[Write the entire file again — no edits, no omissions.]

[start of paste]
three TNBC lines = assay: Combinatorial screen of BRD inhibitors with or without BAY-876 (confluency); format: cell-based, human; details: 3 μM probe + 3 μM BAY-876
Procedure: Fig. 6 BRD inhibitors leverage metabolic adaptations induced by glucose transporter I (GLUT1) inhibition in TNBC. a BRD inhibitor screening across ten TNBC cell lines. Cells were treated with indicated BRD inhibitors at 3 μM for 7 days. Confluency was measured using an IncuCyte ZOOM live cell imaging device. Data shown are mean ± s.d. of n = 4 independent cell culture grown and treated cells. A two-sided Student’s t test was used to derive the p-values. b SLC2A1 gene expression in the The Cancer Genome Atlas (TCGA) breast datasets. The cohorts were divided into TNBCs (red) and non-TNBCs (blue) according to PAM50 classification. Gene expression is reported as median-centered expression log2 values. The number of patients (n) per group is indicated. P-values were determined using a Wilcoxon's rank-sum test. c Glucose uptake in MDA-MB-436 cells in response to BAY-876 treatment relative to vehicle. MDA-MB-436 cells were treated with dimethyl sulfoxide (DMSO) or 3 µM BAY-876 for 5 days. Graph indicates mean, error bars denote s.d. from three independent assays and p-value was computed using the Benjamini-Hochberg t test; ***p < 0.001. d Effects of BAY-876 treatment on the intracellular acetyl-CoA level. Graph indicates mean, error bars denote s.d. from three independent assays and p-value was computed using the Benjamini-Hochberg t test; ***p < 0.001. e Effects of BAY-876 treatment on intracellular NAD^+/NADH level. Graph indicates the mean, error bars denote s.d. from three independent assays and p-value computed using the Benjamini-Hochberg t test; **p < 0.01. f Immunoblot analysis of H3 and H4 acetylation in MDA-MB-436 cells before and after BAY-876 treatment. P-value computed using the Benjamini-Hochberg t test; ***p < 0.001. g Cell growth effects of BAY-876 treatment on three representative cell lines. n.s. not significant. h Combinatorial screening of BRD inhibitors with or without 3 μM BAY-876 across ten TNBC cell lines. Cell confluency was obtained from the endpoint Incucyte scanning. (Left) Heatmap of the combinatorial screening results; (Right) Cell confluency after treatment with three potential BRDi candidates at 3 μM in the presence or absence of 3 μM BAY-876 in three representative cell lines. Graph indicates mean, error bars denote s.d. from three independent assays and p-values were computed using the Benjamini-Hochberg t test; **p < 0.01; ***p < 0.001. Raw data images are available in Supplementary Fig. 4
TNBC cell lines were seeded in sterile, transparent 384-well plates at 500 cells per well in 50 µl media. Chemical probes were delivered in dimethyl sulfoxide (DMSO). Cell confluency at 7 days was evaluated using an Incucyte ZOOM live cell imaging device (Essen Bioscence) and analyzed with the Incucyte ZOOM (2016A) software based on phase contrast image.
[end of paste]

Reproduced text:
three TNBC lines = assay: Combinatorial screen of BRD inhibitors with or without BAY-876 (confluency); format: cell-based, human; details: 3 μM probe + 3 μM BAY-876
Procedure: Fig. 6 BRD inhibitors leverage metabolic adaptations induced by glucose transporter I (GLUT1) inhibition in TNBC. a BRD inhibitor screening across ten TNBC cell lines. Cells were treated with indicated BRD inhibitors at 3 μM for 7 days. Confluency was measured using an IncuCyte ZOOM live cell imaging device. Data shown are mean ± s.d. of n = 4 independent cell culture grown and treated cells. A two-sided Student’s t test was used to derive the p-values. b SLC2A1 gene expression in the The Cancer Genome Atlas (TCGA) breast datasets. The cohorts were divided into TNBCs (red) and non-TNBCs (blue) according to PAM50 classification. Gene expression is reported as median-centered expression log2 values. The number of patients (n) per group is indicated. P-values were determined using a Wilcoxon's rank-sum test. c Glucose uptake in MDA-MB-436 cells in response to BAY-876 treatment relative to vehicle. MDA-MB-436 cells were treated with dimethyl sulfoxide (DMSO) or 3 µM BAY-876 for 5 days. Graph indicates mean, error bars denote s.d. from three independent assays and p-value was computed using the Benjamini-Hochberg t test; ***p < 0.001. d Effects of BAY-876 treatment on the intracellular acetyl-CoA level. Graph indicates mean, error bars denote s.d. from three independent assays and p-value was computed using the Benjamini-Hochberg t test; ***p < 0.001. e Effects of BAY-876 treatment on intracellular NAD^+/NADH level. Graph indicates the mean, error bars denote s.d. from three independent assays and p-value computed using the Benjamini-Hochberg t test; **p < 0.01. f Immunoblot analysis of H3 and H4 acetylation in MDA-MB-436 cells before and after BAY-876 treatment. P-value computed using the Benjamini-Hochberg t test; ***p < 0.001. g Cell growth effects of BAY-876 treatment on three representative cell lines. n.s. not significant. h Combinatorial screening of BRD inhibitors with or without 3 μM BAY-876 across ten TNBC cell lines. Cell confluency was obtained from the endpoint Incucyte scanning. (Left) Heatmap of the combinatorial screening results; (Right) Cell confluency after treatment with three potential BRDi candidates at 3 μM in the presence or absence of 3 μM BAY-876 in three representative cell lines. Graph indicates mean, error bars denote s.d. from three independent assays and p-values were computed using the Benjamini-Hochberg t test; **p < 0.01; ***p < 0.001. Raw data images are available in Supplementary Fig. 4
TNBC cell lines were seeded in sterile, transparent 384-well plates at 500 cells per well in 50 µl media. Chemical probes were delivered in dimethyl sulfoxide (DMSO). Cell confluency at 7 days was evaluated using an Incucyte ZOOM live cell imaging device (Essen Bioscence) and analyzed with the Incucyte ZOOM (2016A) software based on phase contrast image.